Residual Effectiveness of Permethrin-Treated Clothing for Prevention of Mosquito Bites Under Simulated Conditions
Biological hazards such as exposure to ticks and mosquitoes can affect health. Permethrin-treated clothing is available to the public. We don’t currently understand, however, the effects of environmental factors such as fabric type, washing, sunlight, and temperature on permethrin content in treated clothing with respect to mosquito knockdown and mortality. We evaluated the extent to which fabric type (100% cotton denim jeans, 100% polyester work shirt, 35% cotton/65% polyester work shirt), light exposure (0 or 100%), temperature (18 °C, 32 °C), and number of washes (0, 3, 12, 36) affected mosquito knockdown 2 hours post-exposure, mosquito mortality 24 hours post-exposure, and permethrin content. All fabrics used in this study were treated with permethrin at a concentration of 125 µg/cm2. Denim fabric having no washes and no light exposure showed the highest amount of permethrin. Washing and light exposure significantly reduced the ability of permethrin-treated fabrics to induce mosquito knockdown and/or mortality under the simulated conditions used for this test. Temperatures tested did not affect permethrin content or mosquito knockdown and mortality. Long-lasting impregnation of uniforms protects against mosquito bites under simulated laboratory conditions. Employers and employees should consider the use of permethrin-impregnated clothing and uniforms in addition to daily repellent sprays.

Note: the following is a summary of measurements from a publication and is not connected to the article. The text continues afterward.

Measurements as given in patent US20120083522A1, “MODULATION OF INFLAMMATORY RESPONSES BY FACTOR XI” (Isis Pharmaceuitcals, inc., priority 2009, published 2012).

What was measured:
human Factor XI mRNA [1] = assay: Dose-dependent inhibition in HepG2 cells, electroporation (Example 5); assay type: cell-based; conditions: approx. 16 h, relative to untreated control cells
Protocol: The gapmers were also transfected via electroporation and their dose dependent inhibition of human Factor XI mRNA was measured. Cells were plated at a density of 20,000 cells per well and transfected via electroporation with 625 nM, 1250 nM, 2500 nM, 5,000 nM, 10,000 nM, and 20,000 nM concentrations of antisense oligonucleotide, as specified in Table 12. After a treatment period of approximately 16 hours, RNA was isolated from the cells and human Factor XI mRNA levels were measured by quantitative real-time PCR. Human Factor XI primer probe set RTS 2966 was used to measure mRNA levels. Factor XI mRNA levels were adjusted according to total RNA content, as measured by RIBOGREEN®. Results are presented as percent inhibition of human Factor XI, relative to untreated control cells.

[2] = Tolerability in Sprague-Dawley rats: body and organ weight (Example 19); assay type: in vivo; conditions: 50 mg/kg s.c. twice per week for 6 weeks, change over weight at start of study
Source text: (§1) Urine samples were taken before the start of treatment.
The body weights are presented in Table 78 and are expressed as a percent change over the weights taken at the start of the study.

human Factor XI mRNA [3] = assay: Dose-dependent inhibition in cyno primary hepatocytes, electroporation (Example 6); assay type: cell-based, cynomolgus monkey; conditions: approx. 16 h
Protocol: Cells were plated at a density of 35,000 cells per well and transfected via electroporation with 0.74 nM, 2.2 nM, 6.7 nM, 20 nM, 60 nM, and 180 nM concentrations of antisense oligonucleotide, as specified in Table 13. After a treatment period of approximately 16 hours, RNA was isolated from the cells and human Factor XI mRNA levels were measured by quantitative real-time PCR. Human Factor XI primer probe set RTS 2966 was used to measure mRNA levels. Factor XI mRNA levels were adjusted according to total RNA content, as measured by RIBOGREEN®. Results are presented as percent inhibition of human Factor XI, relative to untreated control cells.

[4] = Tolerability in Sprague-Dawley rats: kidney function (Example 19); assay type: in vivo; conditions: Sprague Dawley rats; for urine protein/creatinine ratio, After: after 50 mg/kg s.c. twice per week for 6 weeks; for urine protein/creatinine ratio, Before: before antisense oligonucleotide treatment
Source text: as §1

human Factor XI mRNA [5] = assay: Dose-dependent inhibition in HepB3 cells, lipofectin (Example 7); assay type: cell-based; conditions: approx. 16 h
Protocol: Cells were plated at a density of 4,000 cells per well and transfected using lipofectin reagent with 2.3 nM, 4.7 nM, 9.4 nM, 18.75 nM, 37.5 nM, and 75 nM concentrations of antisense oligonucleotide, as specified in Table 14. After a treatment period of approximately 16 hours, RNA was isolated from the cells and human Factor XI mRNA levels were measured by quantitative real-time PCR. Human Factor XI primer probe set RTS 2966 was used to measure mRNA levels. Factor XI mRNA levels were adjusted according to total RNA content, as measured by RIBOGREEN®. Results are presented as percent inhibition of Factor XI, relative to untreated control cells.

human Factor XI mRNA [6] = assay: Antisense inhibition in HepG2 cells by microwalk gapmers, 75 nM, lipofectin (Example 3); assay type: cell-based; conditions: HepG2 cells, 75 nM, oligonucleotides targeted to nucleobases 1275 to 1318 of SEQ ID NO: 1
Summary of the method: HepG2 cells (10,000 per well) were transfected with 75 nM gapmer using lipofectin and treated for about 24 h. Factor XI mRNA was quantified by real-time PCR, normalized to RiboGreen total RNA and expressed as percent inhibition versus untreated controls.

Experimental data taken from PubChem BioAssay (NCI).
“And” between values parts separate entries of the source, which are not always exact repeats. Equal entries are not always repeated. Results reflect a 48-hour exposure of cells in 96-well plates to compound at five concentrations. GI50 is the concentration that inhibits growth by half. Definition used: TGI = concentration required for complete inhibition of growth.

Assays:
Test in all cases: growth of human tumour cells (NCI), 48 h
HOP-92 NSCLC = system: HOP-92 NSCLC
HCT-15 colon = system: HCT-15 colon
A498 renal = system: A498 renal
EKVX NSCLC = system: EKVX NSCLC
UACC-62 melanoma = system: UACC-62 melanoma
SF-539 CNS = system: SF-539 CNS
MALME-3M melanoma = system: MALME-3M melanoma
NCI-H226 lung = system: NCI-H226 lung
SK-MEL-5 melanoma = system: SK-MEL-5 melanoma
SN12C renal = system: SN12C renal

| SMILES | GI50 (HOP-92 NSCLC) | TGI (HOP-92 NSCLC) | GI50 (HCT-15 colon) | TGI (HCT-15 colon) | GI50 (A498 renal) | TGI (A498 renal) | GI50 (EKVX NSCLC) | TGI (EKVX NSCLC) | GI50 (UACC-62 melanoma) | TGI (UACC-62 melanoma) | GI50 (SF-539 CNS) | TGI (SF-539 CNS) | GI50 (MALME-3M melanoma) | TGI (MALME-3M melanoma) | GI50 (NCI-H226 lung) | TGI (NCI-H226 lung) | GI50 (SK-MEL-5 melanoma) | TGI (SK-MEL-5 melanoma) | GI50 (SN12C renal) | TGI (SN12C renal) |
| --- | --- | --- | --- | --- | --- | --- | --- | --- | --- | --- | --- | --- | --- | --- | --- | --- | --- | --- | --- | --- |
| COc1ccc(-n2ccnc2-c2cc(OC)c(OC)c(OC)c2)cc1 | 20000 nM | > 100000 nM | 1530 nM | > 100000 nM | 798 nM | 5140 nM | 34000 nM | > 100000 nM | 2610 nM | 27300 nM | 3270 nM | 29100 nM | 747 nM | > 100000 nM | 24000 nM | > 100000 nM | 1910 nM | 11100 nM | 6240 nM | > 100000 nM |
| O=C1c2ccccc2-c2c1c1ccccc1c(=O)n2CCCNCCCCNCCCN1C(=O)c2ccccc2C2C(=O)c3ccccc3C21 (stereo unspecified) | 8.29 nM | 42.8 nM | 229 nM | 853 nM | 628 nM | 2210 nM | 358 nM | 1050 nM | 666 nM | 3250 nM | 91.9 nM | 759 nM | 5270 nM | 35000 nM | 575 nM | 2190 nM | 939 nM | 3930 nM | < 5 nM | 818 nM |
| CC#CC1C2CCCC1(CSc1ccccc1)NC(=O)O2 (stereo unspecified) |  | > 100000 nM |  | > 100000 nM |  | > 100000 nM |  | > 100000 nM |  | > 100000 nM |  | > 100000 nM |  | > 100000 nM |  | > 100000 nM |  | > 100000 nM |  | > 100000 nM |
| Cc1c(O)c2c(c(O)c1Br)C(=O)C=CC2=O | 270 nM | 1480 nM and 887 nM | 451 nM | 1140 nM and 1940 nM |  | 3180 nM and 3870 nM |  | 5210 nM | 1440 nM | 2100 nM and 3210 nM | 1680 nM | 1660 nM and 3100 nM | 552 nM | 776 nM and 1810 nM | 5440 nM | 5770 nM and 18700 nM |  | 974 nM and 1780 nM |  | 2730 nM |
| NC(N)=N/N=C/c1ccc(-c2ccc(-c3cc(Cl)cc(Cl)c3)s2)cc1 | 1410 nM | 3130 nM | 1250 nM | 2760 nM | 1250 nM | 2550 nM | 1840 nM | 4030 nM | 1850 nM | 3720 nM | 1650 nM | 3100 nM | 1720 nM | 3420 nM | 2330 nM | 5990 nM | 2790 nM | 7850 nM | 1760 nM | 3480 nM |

Speaker / Author:
Stephanie L. Richards, MSEH, PhD, East Carolina University
Jo Anne G. Balanay, PhD, CIH, East Carolina University
Jonathan W. Harris, MSEH, East Carolina University
Victoria M. Banks, East Carolina University
Steven Meshnick, PhD, University of North Carolina at Chapel Hill